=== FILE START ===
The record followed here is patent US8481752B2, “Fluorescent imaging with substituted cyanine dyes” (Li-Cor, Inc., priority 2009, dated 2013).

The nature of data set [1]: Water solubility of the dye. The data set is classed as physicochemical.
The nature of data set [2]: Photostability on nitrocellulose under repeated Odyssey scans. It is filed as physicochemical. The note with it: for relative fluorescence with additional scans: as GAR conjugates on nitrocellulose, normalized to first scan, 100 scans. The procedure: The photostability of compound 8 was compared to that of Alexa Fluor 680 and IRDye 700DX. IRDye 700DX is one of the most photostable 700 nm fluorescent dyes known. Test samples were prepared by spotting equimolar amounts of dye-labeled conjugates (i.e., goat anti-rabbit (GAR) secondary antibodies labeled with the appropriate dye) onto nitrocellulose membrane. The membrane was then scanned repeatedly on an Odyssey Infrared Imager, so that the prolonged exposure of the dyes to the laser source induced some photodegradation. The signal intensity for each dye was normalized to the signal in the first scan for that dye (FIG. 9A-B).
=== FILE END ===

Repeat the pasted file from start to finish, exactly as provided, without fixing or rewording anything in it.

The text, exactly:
The record followed here is patent US8481752B2, “Fluorescent imaging with substituted cyanine dyes” (Li-Cor, Inc., priority 2009, dated 2013).

The nature of data set [1]: Water solubility of the dye. The data set is classed as physicochemical.
The nature of data set [2]: Photostability on nitrocellulose under repeated Odyssey scans. It is filed as physicochemical. The note with it: for relative fluorescence with additional scans: as GAR conjugates on nitrocellulose, normalized to first scan, 100 scans. The procedure: The photostability of compound 8 was compared to that of Alexa Fluor 680 and IRDye 700DX. IRDye 700DX is one of the most photostable 700 nm fluorescent dyes known. Test samples were prepared by spotting equimolar amounts of dye-labeled conjugates (i.e., goat anti-rabbit (GAR) secondary antibodies labeled with the appropriate dye) onto nitrocellulose membrane. The membrane was then scanned repeatedly on an Odyssey Infrared Imager, so that the prolonged exposure of the dyes to the laser source induced some photodegradation. The signal intensity for each dye was normalized to the signal in the first scan for that dye (FIG. 9A-B).